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Wednesday, August 23rd 2006

Indian Giver!

The politically correct term.

USC is suing to force Tenet Healthcare to sell them “back” USC University Hospital.

USC and NME Hospitals, Inc., which changed its name to Tenet Healthcare in 1992, entered into an agreement in 1985 to develop and operate a future hospital, and USCUH opened in May 1991 under the administrative control of NME.

They resigned the lease in 2004 with NME’s successor Tenet (the lease goes through 2043). So what is going on? They claim financial problems at Tenet have not enabled them to make necessary improvements to UHH.

The AP and Bloomberg picked up the story and provided pieces.

Tenet’s problems largely stem from multiple federal and state investigations into coding practices and basically ripping off the government. An August 20th NYT piece is subscription required.

From the Daily Trojan article,

On June 30, the Los Angeles Times reported that Tenet would sell 11 of its remaining 68 hospitals to help cover the cost of the $900 million settlement. This fire sale comes two-and-a-half years after Tenet sold 27 of its 96 hospitals “to concentrate on the USC University Hospital and other core facilities. The goal: to develop long-term growth and stability,” USC said in a January 2004 statement.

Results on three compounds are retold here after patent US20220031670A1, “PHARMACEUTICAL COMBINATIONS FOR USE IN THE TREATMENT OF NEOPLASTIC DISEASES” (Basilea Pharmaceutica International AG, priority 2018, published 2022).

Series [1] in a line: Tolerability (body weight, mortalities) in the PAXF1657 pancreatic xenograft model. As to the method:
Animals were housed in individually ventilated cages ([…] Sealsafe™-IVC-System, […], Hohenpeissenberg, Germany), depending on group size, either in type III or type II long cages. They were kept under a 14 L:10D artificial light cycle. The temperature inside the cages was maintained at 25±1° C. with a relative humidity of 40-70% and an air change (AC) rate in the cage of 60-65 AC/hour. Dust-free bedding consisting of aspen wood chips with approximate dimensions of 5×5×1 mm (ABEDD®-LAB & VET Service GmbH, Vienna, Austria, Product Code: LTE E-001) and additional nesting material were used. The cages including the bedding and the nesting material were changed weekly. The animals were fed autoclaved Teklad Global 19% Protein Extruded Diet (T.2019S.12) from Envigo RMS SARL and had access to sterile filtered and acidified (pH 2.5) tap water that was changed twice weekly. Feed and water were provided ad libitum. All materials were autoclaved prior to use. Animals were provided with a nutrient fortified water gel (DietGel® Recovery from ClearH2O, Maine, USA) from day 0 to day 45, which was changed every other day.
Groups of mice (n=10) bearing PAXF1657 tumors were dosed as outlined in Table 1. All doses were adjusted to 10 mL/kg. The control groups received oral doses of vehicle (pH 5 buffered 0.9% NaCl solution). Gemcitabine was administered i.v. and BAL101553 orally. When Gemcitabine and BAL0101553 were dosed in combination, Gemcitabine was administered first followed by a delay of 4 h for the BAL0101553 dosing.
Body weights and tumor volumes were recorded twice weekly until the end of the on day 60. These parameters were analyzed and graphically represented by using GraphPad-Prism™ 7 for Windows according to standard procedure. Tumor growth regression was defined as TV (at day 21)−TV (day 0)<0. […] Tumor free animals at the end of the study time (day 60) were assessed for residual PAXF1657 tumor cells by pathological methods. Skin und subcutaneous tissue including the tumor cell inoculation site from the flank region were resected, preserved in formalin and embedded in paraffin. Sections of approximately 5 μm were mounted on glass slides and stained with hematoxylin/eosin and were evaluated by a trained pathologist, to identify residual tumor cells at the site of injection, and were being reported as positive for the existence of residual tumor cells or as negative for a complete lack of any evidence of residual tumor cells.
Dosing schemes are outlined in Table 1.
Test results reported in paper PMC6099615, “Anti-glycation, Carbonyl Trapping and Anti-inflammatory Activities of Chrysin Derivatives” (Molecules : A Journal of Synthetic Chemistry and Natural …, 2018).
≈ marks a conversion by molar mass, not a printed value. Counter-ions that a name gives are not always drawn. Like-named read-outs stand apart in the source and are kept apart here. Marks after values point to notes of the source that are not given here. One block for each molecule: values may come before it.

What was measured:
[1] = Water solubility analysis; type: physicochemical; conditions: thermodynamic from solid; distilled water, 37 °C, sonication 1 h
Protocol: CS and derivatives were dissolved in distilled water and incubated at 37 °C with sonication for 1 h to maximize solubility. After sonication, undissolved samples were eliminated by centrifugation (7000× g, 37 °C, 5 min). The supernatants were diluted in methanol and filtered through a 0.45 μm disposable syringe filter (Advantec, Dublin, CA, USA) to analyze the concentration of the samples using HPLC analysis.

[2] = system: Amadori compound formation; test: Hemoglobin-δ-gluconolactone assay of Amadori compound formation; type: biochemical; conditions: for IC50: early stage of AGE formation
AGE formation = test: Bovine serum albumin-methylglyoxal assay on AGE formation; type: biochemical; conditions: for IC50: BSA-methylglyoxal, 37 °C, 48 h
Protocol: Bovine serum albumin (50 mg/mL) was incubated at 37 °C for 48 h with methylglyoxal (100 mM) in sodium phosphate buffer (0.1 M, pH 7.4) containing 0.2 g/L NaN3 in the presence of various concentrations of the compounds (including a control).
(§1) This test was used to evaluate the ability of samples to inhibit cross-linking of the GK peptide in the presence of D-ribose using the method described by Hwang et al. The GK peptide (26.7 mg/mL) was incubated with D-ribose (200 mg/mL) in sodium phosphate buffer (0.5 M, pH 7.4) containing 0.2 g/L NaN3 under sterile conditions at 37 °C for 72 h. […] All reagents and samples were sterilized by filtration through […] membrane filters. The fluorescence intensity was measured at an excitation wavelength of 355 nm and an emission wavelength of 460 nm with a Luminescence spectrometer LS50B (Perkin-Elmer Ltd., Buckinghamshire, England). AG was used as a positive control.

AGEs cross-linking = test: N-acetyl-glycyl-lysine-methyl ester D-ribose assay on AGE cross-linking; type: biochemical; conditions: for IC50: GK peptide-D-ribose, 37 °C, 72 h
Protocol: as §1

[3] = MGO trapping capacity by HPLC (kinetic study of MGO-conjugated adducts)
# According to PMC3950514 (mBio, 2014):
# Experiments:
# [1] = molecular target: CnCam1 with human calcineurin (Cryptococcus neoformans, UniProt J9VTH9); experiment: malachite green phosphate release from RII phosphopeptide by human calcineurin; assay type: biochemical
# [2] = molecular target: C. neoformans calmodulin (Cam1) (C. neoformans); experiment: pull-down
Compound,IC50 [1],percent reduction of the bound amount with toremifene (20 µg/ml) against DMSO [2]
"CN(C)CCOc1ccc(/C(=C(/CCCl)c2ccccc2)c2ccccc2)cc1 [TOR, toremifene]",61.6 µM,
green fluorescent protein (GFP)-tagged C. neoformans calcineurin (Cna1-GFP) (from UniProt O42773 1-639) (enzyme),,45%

Since 2002, Tenet Healthcare has been investigated by six federal agencies, including the DOJ, the Department of Health and Human Services and the Internal Revenue Service. The $900 million settlement was in response to the DOJ’s conclusion that Tenet had siphoned more than $1 billion in excess outlier payments from Medicare since 2000, the complaint stated.


In January 2003, the DOJ alleged that Tenet had “upcoded” – the process of falsifying diagnosis codes to receive greater reimbursement – on 19,300 claims from 1992 to 1998 and collected as much as $115 million in undeserved Medicare revenue. Tenet was fined between $5,000 and $10,000 for each violation.

“There was definitely a factor with some of the governmental regulatory operations. Because of the governmental actions, they’ve been impaired,” said Terry Fahn, a spokesperson for Sitrick and Company, a public relations firm representing USC.

The hospital is a joint operation and located on the school’s health science campus. The suit, if USC is successful, would force Tenet to sell them the hospital at a price to be determined by an outside appraiser.